Who Was Eliza Todd Faulk?
Written By: Walter H. Schramm (copyright 1996) Many individuals and organizations have helped us learn that Eliza Ann Todd was...
1. A great-granddaughter of William John Todd, Sr. Born circa 1745 in Scotland, he came to America in 1767, died in 1820 in Horry County and apparently fathered Julia Ann Todd, William Todd, Jr., a second daughter (name unknown) who may have married Daniel Chestnut, Thomas Todd (ancestor of the Rev. Gene Todd) and Samuel Todd.
2. A granddaughter of William Todd, Jr., also known as Capt. William Todd. He married Elizabeth Ann Stephens (Stevens?). So began the "William Todd-Ann Stephens line" as many Horry Countians call our family. A prominent citizen (tax collector, justice of the quorum and a member of the Horry Commission on Public Buildings) he owned property at Board Landing.
3. The youngest daughter of Joseph Jackson "Captain Joe" Todd, and his first wife, Mary Elizure Hardee. Mary Elizure died in 1857, two years after Eliza's March 1855 birth. "Capt. Joe" soon married Maranza Ann Turner and started a second family. Baby Eliza apparently was taken by an Aunt Eliza, widow of Joseph Jackson Todd's brother, William, who operated "Todd's Ferry", near Red Bluff before he died in 1846. Young Eliza appears with her aunt in the 1860 census. Cousin Kermit Todd recalls hearing that Grandmother Faulk came from the Dorman's Crossroads area, but she does not appear in the 1870 census.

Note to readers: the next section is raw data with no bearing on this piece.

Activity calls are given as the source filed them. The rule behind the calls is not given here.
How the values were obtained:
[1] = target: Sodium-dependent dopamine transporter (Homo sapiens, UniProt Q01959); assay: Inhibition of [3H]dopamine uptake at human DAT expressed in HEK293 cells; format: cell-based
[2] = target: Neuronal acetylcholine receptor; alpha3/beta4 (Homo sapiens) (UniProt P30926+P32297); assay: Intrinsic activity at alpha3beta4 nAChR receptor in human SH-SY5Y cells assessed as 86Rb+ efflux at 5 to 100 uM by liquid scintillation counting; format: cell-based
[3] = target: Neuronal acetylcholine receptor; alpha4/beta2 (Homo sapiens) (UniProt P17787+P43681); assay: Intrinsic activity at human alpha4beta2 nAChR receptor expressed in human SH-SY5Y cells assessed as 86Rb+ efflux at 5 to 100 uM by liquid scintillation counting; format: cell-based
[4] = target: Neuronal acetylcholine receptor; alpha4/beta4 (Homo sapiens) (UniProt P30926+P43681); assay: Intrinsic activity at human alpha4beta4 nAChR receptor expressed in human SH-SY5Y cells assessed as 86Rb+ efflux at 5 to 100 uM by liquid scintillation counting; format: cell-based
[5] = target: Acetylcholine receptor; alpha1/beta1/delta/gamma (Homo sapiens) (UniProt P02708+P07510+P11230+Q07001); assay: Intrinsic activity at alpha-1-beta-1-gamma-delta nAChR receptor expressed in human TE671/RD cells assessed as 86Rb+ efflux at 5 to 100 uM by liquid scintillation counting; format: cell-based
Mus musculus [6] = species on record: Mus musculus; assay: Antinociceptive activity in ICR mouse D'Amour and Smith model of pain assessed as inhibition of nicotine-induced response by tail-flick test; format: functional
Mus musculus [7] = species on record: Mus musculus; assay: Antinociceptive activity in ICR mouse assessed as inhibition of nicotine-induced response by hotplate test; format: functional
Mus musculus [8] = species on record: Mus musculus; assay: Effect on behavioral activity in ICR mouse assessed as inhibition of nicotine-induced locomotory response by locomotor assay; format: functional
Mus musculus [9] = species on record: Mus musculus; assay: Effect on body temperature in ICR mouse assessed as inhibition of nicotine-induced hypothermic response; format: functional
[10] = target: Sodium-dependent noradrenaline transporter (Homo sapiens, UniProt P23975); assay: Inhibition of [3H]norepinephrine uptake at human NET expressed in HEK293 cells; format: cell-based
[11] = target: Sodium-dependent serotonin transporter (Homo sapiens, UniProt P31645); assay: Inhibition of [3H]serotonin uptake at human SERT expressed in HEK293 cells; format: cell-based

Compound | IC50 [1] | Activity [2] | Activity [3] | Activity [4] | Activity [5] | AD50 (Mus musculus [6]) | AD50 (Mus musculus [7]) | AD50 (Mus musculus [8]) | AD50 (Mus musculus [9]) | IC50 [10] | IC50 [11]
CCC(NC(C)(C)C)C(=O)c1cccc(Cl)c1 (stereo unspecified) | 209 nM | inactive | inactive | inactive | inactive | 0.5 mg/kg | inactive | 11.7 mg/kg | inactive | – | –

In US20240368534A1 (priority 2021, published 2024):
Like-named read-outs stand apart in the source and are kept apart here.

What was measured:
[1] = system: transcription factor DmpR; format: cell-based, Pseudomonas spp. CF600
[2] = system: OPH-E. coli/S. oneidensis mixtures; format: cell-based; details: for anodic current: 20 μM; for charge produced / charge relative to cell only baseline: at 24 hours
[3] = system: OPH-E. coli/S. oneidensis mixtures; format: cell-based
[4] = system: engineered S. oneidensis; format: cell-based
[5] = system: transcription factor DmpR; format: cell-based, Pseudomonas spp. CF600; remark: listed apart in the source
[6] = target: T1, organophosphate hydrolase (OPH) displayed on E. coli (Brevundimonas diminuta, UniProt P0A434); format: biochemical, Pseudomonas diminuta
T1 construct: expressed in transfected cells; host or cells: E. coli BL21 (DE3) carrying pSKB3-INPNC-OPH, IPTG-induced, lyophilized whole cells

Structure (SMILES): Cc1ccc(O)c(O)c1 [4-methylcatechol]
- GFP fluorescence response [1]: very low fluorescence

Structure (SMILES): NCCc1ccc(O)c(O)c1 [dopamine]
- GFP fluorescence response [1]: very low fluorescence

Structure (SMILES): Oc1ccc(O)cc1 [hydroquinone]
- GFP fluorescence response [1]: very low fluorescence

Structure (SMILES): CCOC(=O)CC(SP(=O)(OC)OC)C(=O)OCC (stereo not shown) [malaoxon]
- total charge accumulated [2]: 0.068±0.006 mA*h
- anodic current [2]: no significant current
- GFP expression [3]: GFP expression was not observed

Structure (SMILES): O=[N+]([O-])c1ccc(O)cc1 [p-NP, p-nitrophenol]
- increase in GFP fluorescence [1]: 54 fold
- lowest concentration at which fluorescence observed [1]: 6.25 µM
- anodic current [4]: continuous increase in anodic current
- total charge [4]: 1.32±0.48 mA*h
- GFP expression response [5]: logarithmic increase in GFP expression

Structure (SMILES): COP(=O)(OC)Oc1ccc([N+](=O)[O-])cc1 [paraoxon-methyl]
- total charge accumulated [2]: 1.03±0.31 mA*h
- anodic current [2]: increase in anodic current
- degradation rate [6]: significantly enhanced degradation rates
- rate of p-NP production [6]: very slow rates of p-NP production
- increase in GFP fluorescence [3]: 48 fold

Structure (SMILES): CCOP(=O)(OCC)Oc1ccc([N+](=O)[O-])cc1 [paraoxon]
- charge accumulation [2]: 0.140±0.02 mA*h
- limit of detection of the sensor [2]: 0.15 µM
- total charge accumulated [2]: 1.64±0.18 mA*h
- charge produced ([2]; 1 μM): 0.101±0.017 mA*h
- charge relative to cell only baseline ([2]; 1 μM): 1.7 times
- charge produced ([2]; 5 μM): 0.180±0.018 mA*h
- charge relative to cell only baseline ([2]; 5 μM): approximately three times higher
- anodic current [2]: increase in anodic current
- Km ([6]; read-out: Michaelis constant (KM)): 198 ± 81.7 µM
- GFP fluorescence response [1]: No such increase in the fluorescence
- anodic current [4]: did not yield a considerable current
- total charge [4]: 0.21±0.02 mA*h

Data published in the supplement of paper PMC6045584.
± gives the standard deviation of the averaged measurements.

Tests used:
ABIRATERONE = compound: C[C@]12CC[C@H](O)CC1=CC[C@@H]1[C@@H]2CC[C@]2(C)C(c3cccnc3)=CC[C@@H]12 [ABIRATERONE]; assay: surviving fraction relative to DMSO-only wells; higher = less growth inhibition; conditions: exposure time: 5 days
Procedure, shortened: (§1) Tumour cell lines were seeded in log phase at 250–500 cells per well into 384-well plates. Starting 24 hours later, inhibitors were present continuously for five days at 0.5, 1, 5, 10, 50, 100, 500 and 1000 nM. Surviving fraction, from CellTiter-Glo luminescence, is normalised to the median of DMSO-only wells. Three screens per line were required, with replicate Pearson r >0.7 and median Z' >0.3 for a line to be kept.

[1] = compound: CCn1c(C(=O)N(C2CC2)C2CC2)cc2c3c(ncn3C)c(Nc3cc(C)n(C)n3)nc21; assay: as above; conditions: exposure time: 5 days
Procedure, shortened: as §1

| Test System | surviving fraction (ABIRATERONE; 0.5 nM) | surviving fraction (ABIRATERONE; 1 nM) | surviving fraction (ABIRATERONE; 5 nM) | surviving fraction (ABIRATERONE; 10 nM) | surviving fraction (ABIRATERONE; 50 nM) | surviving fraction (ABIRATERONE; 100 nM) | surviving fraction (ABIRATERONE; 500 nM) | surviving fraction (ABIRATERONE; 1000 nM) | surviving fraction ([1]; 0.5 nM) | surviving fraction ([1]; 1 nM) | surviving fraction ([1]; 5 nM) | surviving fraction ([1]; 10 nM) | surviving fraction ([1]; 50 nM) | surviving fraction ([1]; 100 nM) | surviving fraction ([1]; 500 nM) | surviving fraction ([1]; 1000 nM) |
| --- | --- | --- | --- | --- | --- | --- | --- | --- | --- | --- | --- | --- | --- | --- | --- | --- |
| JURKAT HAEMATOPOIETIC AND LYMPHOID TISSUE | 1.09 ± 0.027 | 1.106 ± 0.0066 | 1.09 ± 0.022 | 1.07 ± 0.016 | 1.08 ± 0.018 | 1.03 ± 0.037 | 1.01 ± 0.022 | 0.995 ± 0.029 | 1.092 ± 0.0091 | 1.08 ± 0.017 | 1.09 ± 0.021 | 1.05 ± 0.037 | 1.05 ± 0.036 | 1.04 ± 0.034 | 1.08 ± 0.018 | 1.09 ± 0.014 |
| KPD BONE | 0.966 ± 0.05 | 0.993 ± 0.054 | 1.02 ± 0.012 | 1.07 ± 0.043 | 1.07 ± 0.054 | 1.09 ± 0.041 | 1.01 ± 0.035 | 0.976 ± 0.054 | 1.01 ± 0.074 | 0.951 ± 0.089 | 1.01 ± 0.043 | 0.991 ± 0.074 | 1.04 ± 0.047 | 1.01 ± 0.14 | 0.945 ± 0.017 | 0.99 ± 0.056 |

4. The bride of John Joseph (J.J.) Faulk. Married in 1872, when both were 17, they would inherit the 600-acre farm of J.J.;s father, farmer/miller J. Hinyard Faulk, an ex-Confederate cavalryman, who served in Tucker's Squadron and the 7th SC Cavalry. An 1890's tintype shows a tiny, elfin-featured Eliza on the arm of her burly, handsome husband, who was a farmer, logger and blacksmith. Their 46-year marriage produced ten children, but they lost three. First-born Victor died of fever three weeks before his eighth birthday. Lucy, the second child, was three days past her eighth birthday when she died of burns after her dress caught fire. Isaac Lindsey, the fourth-born offspring, was a fever victim at 22.
5. The mother of seven children who survived into adulthood. Emma Jane became Mrs. Frank Milligan. Mary Ida married Arn D. "Dee" Lewis. Joseph Hinyard wed Cena Anderson; Joseph's twin, Sarah Ellen, became Mrs. George Schramm. Pinkie Adeline (the sister who chose her own first name!) Wed Ozie Chestnut. Florence D'Lillian became the bride of Isaac L. Edge and moved to North Carolina. Beatrice Priscilla, the youngest, married Hilliard Doris Todd and lived the rest of her life on the Faulk home place.